In the past few days, vloggers (video bloggers) have been upset with YouTube because it has a new policy about which videos can host advertisements and make money and which cannot. YouTube is essentially more strictly enforcing where ads go, bypassing videos that have controversial content. The complaints range from the company depriving creators of their rightful ad revenue to, my personal favorite, the enforcement being a form of censorship. Please allow me to clear a few things up.
YouTube is not censoring videos. The rules simply say that controversial videos will not host ads; you can still upload videos about such topics and get millions of views. All the company is doing is allowing advertisers more freedom to choose which videos profit from the money they spend.
However, censorship is out of the question on a deeper level in that YouTube hosts the videos, and it can decide which ones it wants to host ads, just like any network. Quite honestly, we are the least censored generation of all time. Riding the heels of trending topics, are we going to claim everything is censorship?
An author writes a book, but Barnes & Noble does not want to carry it. Censorship. You’re at someone’s house and they ask that you do not swear. Censorship. You text a friend, but they do not text you back. Censorship.
How one says something is just as important as what one is saying. There is a reason that conservatives refer to the Affordable Healthcare Act as Obamacare, that liberals call offensive statements microaggressions and that terrorists label themselves freedom fighters. Doing so automatically tilts the conversation and concedes certain points, especially if the other side adopts the rhetoric.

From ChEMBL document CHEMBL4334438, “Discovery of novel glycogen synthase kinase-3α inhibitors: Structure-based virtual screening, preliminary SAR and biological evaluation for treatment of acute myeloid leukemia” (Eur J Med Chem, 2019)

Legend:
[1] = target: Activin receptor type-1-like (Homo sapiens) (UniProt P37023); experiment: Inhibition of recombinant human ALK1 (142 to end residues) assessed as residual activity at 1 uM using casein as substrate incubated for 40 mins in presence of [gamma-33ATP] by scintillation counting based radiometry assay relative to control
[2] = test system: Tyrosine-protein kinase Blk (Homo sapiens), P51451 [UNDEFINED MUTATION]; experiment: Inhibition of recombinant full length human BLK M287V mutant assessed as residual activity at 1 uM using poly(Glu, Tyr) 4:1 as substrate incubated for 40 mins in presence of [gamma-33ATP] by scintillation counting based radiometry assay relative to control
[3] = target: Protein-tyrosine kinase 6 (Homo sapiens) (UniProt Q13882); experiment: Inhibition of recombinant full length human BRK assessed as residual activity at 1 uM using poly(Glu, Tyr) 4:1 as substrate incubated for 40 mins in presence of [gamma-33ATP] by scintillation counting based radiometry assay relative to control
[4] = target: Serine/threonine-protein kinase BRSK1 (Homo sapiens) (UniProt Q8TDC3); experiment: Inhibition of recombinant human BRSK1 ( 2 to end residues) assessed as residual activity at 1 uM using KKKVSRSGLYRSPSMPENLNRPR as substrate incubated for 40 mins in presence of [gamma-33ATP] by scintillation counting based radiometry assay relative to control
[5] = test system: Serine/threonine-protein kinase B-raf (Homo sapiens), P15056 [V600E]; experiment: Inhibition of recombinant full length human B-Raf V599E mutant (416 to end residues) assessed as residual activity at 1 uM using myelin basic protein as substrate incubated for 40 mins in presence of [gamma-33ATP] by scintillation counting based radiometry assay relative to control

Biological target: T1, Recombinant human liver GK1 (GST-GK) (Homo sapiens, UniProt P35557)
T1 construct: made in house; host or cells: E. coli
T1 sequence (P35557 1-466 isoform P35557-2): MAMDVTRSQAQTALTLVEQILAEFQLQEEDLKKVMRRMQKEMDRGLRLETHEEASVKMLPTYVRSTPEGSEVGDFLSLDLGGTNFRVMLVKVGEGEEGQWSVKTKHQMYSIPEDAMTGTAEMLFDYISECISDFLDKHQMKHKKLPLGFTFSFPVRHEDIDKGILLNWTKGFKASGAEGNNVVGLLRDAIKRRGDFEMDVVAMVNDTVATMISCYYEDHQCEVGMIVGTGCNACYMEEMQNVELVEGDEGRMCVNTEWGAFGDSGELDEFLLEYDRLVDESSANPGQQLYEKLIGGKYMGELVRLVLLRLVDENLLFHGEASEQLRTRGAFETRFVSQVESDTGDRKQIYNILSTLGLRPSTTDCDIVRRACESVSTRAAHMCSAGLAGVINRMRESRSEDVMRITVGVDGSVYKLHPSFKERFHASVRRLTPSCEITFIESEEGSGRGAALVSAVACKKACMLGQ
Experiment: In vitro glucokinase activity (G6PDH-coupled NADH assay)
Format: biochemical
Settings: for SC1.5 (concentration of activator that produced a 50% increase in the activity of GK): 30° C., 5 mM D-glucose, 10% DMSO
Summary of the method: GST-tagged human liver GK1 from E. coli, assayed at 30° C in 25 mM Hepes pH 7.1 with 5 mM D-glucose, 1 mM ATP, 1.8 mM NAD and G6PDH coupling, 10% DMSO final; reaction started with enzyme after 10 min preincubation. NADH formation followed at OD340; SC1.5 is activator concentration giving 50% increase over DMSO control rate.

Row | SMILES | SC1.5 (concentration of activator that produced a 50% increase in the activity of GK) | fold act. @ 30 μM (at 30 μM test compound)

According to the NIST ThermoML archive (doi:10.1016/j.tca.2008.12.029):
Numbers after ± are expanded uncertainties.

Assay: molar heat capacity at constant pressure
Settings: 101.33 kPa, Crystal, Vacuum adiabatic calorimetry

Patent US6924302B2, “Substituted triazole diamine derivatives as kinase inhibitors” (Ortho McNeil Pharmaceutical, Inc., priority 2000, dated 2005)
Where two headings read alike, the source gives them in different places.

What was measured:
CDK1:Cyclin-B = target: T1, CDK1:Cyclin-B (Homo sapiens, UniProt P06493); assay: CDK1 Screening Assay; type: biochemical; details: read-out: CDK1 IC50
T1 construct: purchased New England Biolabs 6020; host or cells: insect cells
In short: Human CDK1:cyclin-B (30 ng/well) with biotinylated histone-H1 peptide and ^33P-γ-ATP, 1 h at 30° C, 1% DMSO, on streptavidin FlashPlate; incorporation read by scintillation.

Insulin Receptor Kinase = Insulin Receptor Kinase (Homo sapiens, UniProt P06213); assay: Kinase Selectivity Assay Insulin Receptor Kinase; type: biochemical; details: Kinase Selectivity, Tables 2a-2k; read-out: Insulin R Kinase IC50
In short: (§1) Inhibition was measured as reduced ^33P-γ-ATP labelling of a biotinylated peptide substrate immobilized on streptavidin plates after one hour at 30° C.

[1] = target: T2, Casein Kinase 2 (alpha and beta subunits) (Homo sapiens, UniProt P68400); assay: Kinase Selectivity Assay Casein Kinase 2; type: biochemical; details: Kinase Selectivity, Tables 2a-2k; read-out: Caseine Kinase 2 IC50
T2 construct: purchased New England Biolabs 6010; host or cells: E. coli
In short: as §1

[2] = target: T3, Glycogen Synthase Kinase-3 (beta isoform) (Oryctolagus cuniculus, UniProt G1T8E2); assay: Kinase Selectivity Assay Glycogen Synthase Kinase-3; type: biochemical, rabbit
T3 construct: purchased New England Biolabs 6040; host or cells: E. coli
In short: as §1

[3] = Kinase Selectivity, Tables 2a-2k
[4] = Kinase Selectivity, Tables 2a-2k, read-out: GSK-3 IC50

We have an excellent opportunity to be more globally connected than ever before; the things we do as part of our daily lives actually has serious money-making and networking potential, but, if we keep degrading it by acting out every time we don’t get our way, we will ruin this forum. YouTube is not cheap to run, so why should Google keep it if we continue to punish them for a free service?
Let us not forget that less than a decade ago, everyone flew straight into the cuckoo’s nest when YouTube announced it would place ads before certain popular videos, and here we are again.
If your goal is to make money, that’s fine! Ask questions like, “How does YouTube decide which videos are controversial?” “How can I still get views and stay within the community guidelines?” Then, upload content that falls into those categories.
But please, for the love of all that’s good, do not claim that a company whose terms and conditions you agreed to but did not read is taking away your freedom of speech. If you still want to complain, make a video and post it to YouTube free of charge, but do not even think about disabling the comments.
Ethan Davis is a junior philosophy and English double major from Laurel.